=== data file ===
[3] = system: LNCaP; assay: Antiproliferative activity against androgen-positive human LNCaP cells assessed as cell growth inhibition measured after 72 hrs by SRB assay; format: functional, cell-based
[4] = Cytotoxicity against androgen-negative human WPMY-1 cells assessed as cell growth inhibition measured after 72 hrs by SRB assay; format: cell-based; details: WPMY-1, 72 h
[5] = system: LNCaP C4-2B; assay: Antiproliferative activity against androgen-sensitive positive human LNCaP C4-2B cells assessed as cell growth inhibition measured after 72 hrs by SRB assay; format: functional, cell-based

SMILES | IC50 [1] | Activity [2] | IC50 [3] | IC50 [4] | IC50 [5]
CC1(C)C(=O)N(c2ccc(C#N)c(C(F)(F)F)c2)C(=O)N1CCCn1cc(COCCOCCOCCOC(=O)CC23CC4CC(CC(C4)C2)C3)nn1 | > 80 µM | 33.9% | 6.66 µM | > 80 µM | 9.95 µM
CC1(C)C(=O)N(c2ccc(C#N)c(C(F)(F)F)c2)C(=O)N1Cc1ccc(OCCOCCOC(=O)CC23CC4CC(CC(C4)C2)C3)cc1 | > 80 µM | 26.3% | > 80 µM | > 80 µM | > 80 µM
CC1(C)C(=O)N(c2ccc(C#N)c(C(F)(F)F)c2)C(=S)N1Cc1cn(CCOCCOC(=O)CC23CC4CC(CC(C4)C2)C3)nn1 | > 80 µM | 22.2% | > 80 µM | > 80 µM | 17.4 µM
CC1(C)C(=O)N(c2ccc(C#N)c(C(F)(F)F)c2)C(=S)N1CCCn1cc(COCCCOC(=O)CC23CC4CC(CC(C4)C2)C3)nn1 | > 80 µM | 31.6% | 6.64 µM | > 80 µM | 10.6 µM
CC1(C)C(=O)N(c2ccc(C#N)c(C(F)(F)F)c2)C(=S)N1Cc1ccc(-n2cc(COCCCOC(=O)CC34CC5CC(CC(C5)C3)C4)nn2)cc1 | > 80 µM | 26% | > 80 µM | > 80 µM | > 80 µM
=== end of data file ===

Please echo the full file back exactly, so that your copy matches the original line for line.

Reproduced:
[3] = system: LNCaP; assay: Antiproliferative activity against androgen-positive human LNCaP cells assessed as cell growth inhibition measured after 72 hrs by SRB assay; format: functional, cell-based
[4] = Cytotoxicity against androgen-negative human WPMY-1 cells assessed as cell growth inhibition measured after 72 hrs by SRB assay; format: cell-based; details: WPMY-1, 72 h
[5] = system: LNCaP C4-2B; assay: Antiproliferative activity against androgen-sensitive positive human LNCaP C4-2B cells assessed as cell growth inhibition measured after 72 hrs by SRB assay; format: functional, cell-based

SMILES | IC50 [1] | Activity [2] | IC50 [3] | IC50 [4] | IC50 [5]
CC1(C)C(=O)N(c2ccc(C#N)c(C(F)(F)F)c2)C(=O)N1CCCn1cc(COCCOCCOCCOC(=O)CC23CC4CC(CC(C4)C2)C3)nn1 | > 80 µM | 33.9% | 6.66 µM | > 80 µM | 9.95 µM
CC1(C)C(=O)N(c2ccc(C#N)c(C(F)(F)F)c2)C(=O)N1Cc1ccc(OCCOCCOC(=O)CC23CC4CC(CC(C4)C2)C3)cc1 | > 80 µM | 26.3% | > 80 µM | > 80 µM | > 80 µM
CC1(C)C(=O)N(c2ccc(C#N)c(C(F)(F)F)c2)C(=S)N1Cc1cn(CCOCCOC(=O)CC23CC4CC(CC(C4)C2)C3)nn1 | > 80 µM | 22.2% | > 80 µM | > 80 µM | 17.4 µM
CC1(C)C(=O)N(c2ccc(C#N)c(C(F)(F)F)c2)C(=S)N1CCCn1cc(COCCCOC(=O)CC23CC4CC(CC(C4)C2)C3)nn1 | > 80 µM | 31.6% | 6.64 µM | > 80 µM | 10.6 µM
CC1(C)C(=O)N(c2ccc(C#N)c(C(F)(F)F)c2)C(=S)N1Cc1ccc(-n2cc(COCCCOC(=O)CC34CC5CC(CC(C5)C3)C4)nn2)cc1 | > 80 µM | 26% | > 80 µM | > 80 µM | > 80 µM